Rumpke will conduct a full audit residential recycling within the city of Fairfield. Those who fail the audit will have a notice that their recycling will be inspected weekly over a five week inspection period. GREG LYNCH/FILE

Rumpke to Fairfield recyclers: We’ll be watching what you put in your bins

Rumpke will conduct an audit of a few communities in southwest Ohio, including Fairfield and Centerville, to determine how much contaminated and non-recyclable materials are being placed in bins and 65-gallon recycling carts. 

“What we’re trying to do is to clean up the contamination in recycling,” said Rumpke spokesperson Molly Yeager Broadwater.

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Rumpke sees between 13 and 18 percent contamination in its recycling pickups, and the goal is to drop that to at most 5 percent because “now there’s a supply and demand issue” with users that purchase bundled recyclable materials, Broadwater said.

“There’s more supply than there is demand for the material. (End users) have really cut down on what they’re accepting as contamination,” she said, adding they’ll take bundles with 5 percent contamination, but want less than 1 percent.

“We need to make sure we’re giving the best quality materials, so putting the wrong items in your recycling container can prevent the right items from being recycled.”

Rumpke is working with the Butler County Solid Waste District and the city of Fairfield on the Butler County audits.

Anne Fieher Flaig, Butler County Solid Waste District coordinator, called it “a unique opportunity” for Ohio, and said multiple agencies “are working on this project as an education pilot to have these intervention opportunities to communicate with consumers at the curb where they recycle.”

Rumpke officials have been discussing the contamination issue with the Ohio EPA for several years, and the state is now working with the Recycling Partnership to develop a program to clean up contaminated recycling. The Virginia-based Recycling Partnership has conducted similar programs to help clean up materials in curbside recycling.

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The first step will be on May 20 when there will be a recycling audit of customers in pilot communities at Rumpke’s recycling facility in Hamilton County. The Recycling Partnership hired inspectors to conduct the audit.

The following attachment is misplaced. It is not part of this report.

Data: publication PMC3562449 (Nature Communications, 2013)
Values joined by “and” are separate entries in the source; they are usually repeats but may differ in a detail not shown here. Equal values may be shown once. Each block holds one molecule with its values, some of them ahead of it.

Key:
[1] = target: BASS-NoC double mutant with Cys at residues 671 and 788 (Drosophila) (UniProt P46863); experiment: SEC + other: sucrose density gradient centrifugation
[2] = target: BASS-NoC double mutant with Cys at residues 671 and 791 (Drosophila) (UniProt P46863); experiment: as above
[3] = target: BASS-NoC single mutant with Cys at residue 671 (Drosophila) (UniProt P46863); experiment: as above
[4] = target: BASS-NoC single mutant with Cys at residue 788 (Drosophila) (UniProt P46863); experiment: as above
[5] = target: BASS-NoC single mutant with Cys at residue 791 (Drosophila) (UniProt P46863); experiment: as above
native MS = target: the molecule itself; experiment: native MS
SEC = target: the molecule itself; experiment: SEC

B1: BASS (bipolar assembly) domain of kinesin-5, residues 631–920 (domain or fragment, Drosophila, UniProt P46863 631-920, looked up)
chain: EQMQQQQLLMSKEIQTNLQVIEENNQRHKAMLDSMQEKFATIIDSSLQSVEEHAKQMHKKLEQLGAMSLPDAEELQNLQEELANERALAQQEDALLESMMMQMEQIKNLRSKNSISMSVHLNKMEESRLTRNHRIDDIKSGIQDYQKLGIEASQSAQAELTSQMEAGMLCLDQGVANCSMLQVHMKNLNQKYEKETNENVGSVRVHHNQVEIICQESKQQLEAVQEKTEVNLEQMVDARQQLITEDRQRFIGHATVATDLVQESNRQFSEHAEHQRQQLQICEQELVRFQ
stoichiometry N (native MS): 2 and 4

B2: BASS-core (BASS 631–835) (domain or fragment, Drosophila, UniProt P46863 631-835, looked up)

“We’re going to take a look at what they’re doing right and what are common in Fairfield that they’re putting in their carts that they shouldn’t be putting in there,” Broadwater said.

In July, Rumpke drivers will work with an advance inspection team that will conduct a five-week curbside audit of customers’ recycling. In Fairfield, there will be 15,000 recycling customers. If the team determines there is too much contaminated or non-recyclable materials — like plastic grocery store bags, clothing batteries or cookware — a notice will be left about what needs to be rectified.

Recycling will not be taken after a one-time warning.

“The idea is you get a warning, and after that we’re going to leave the cart,” Broadwater said. “In some of these communities, you could have half the carts left behind that first week (after the warning). But after that, it goes down dramatically because you have people fix their mistakes. They learn and they don’t make those same mistakes again.”

Fairfield Public Works Director Dave Butsch said some people might have a problem with their filled recycling carts left behind, but “sometimes it’s with these hard lessons that we learn.”

Fairfield was chosen as a pilot community for “several different factors,” Broadwater said.

It’s a “decent-sized city” and has weekly recycling pickup, as opposed to Hamilton, which has every-other-week recycling. Also, it’s not as transient like Oxford where the population shifts once Miami University students move out for the summer and the community is less populated.

“Hopefully by the end of the program, everybody’s doing it right,” Broadwater said.



Here are things Rumpke will take in recycling bins:

• Paper products, like cereal boxes, cardboard and phone books

• Plastic bottles, including emptied drink, shampoo and detergent bottles

• Metal cans, but only non-hazardous and non-flammable materials, like soda cans or canned soups, fruits and vegetables

• Cartons, like emptied juice boxes, orange juice and milk cartons.

Here are things you cannot recycle with Rumpke:

• Clothing

• Batteries

• Plastic bags (grocery stores do take used plastic shopping bags)

• Pots and pans

Source: Rumpke

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